At one time, the standard for a fulltime load in college was five classes a semester, typically earning 15 credit hours, with the usual four-year degree coming with 120 hours completed.

Inevitably, some students did not finish on time, usually for good reasons, but when a newly minted graduate went out into the working world, a longer time frame for graduation raised eyebrows. It was not disabling professionally, by any means, but there was a bit of a question in the fact.

Today, the taxpayers of Louisiana will waive tuition at four-year colleges for 12 credit hours a semester, so long as the student keeps up grades required for the Taylor Opportunity Program for Students. The 12 hours per semester is the federal standard for financial aid to a fulltime student.

Now, the Board of Regents overseeing higher education is considering tightening that standard, back to the old 15 hours per semester. A student failing to complete the typical five courses a semester would be at risk of losing the TOPS award.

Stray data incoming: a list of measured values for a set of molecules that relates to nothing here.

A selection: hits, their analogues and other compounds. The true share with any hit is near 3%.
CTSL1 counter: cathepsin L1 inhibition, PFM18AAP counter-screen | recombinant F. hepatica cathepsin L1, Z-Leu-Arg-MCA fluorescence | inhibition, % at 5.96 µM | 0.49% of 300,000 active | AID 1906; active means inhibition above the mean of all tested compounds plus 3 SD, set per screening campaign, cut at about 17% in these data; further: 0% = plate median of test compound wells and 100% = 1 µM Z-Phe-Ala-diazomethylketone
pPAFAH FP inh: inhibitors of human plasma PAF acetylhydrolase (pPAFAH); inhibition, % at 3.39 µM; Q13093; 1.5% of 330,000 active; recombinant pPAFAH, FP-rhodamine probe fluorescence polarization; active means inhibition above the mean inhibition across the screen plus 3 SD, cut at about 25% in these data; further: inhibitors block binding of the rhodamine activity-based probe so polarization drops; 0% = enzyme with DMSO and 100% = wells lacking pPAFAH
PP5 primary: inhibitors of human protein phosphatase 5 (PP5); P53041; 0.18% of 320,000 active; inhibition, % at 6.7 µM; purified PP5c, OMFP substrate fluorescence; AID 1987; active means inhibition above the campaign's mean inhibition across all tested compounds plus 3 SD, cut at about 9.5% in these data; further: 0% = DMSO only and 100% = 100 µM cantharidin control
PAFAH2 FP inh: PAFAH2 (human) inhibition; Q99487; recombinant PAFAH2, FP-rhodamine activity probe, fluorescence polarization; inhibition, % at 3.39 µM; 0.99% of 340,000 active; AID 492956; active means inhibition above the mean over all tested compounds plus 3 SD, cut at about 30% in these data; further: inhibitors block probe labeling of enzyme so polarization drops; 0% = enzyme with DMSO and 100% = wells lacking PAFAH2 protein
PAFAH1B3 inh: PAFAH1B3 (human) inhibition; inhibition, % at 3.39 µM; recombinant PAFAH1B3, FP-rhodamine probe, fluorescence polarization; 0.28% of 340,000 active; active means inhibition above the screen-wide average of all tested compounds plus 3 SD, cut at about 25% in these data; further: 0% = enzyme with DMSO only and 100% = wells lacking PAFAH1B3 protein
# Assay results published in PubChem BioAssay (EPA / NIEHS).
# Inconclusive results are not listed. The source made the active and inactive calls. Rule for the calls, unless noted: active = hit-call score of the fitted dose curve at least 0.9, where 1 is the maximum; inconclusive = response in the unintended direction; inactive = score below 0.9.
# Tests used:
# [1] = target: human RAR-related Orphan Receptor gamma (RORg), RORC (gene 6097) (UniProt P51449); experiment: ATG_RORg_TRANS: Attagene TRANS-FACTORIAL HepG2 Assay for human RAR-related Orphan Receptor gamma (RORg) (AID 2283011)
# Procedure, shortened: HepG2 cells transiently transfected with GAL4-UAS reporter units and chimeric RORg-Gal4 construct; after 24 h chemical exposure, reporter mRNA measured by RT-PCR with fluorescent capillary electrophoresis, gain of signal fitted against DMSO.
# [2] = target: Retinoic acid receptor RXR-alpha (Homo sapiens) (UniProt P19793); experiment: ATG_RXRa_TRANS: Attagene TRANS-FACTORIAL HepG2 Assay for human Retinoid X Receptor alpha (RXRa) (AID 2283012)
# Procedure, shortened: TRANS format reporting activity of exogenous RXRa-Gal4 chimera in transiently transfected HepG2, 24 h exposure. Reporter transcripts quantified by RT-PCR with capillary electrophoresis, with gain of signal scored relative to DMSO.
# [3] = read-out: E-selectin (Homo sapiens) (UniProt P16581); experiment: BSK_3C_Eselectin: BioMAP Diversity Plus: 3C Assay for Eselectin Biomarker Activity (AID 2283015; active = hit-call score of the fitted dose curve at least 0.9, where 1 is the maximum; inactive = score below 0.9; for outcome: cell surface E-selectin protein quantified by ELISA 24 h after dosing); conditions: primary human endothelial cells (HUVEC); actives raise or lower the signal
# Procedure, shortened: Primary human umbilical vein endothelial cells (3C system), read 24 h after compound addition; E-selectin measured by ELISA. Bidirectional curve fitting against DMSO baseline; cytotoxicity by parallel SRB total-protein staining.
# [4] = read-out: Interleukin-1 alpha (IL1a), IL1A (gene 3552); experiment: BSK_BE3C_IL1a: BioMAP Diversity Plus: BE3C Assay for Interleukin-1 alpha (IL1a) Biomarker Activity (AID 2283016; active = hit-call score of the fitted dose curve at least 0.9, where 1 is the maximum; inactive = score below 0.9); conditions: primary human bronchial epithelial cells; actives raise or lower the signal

The initial proposal to change the TOPS rule was deferred, in part because of the controversies lately surrounding TOPS. The state cut the awards for this spring semester because of budget problems. Despite the program's political popularity, its costs remain a concern.

Other controversial ideas have been advanced to rein in the high costs of TOPS waivers to the state Treasury. One idea, to phase in the amount of the waiver instead of 100 percent for all four years, has already been shelved by the Regents.

The discussion was prompted by a 2016 legislative mandate to try to bring more efficiency to Louisiana's far-flung institutions of higher learning, governed by no less than three management boards that are responsible to the Regents more in theory than in practice. We're not sure if, now, any of the TOPS recommendations will see the light of day in the Legislature.

A virtue of the TOPS award, in our view, was that it pushed students to complete their degrees in four years. But as that standard has eroded, both officially and in student expectations, perhaps a tougher rule is required for TOPS students. Today, there is an obvious incentive to graduate on time, because the TOPS award is for the typical four-year student. Still, a student starting out at 15 hours will have been more invested early on in a schedule that should, all things being equal, result in a degree on time. That saves students and their families money.

The TOPS students are, after all, being directly subsidized by the taxpayer. A rule pushing for a four-year degree in four years seems reasonable enough.